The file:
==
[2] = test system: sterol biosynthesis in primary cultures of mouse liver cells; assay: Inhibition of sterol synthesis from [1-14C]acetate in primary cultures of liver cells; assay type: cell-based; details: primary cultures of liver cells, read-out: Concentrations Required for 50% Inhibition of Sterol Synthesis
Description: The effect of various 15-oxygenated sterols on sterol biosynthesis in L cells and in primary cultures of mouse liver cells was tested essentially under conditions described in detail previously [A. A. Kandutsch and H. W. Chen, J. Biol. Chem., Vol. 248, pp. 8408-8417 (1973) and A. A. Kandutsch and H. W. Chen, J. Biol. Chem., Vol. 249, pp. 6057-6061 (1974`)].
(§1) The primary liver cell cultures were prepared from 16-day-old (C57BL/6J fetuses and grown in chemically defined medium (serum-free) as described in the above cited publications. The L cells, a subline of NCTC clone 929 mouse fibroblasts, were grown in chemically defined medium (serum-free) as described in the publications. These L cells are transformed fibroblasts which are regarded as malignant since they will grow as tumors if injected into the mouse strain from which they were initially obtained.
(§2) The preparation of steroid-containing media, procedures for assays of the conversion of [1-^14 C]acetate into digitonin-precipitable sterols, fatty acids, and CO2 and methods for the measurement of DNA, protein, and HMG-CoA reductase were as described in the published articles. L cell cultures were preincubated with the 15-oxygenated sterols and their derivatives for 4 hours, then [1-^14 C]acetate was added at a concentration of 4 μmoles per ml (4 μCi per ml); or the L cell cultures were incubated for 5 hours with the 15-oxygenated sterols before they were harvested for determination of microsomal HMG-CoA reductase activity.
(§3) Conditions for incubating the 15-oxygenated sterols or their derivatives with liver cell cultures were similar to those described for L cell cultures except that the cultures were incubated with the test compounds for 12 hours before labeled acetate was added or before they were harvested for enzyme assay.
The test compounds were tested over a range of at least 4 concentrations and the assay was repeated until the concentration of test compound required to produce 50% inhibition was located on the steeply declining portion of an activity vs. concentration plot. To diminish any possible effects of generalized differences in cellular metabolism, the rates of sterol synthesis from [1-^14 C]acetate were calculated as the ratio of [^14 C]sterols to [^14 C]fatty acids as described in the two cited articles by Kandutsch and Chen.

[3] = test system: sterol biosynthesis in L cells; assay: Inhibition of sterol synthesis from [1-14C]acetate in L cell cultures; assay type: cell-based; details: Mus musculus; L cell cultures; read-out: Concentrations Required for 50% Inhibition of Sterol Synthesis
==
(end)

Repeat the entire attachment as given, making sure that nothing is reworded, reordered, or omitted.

[2] = test system: sterol biosynthesis in primary cultures of mouse liver cells; assay: Inhibition of sterol synthesis from [1-14C]acetate in primary cultures of liver cells; assay type: cell-based; details: primary cultures of liver cells, read-out: Concentrations Required for 50% Inhibition of Sterol Synthesis
Description: The effect of various 15-oxygenated sterols on sterol biosynthesis in L cells and in primary cultures of mouse liver cells was tested essentially under conditions described in detail previously [A. A. Kandutsch and H. W. Chen, J. Biol. Chem., Vol. 248, pp. 8408-8417 (1973) and A. A. Kandutsch and H. W. Chen, J. Biol. Chem., Vol. 249, pp. 6057-6061 (1974`)].
(§1) The primary liver cell cultures were prepared from 16-day-old (C57BL/6J fetuses and grown in chemically defined medium (serum-free) as described in the above cited publications. The L cells, a subline of NCTC clone 929 mouse fibroblasts, were grown in chemically defined medium (serum-free) as described in the publications. These L cells are transformed fibroblasts which are regarded as malignant since they will grow as tumors if injected into the mouse strain from which they were initially obtained.
(§2) The preparation of steroid-containing media, procedures for assays of the conversion of [1-^14 C]acetate into digitonin-precipitable sterols, fatty acids, and CO2 and methods for the measurement of DNA, protein, and HMG-CoA reductase were as described in the published articles. L cell cultures were preincubated with the 15-oxygenated sterols and their derivatives for 4 hours, then [1-^14 C]acetate was added at a concentration of 4 μmoles per ml (4 μCi per ml); or the L cell cultures were incubated for 5 hours with the 15-oxygenated sterols before they were harvested for determination of microsomal HMG-CoA reductase activity.
(§3) Conditions for incubating the 15-oxygenated sterols or their derivatives with liver cell cultures were similar to those described for L cell cultures except that the cultures were incubated with the test compounds for 12 hours before labeled acetate was added or before they were harvested for enzyme assay.
The test compounds were tested over a range of at least 4 concentrations and the assay was repeated until the concentration of test compound required to produce 50% inhibition was located on the steeply declining portion of an activity vs. concentration plot. To diminish any possible effects of generalized differences in cellular metabolism, the rates of sterol synthesis from [1-^14 C]acetate were calculated as the ratio of [^14 C]sterols to [^14 C]fatty acids as described in the two cited articles by Kandutsch and Chen.

[3] = test system: sterol biosynthesis in L cells; assay: Inhibition of sterol synthesis from [1-14C]acetate in L cell cultures; assay type: cell-based; details: Mus musculus; L cell cultures; read-out: Concentrations Required for 50% Inhibition of Sterol Synthesis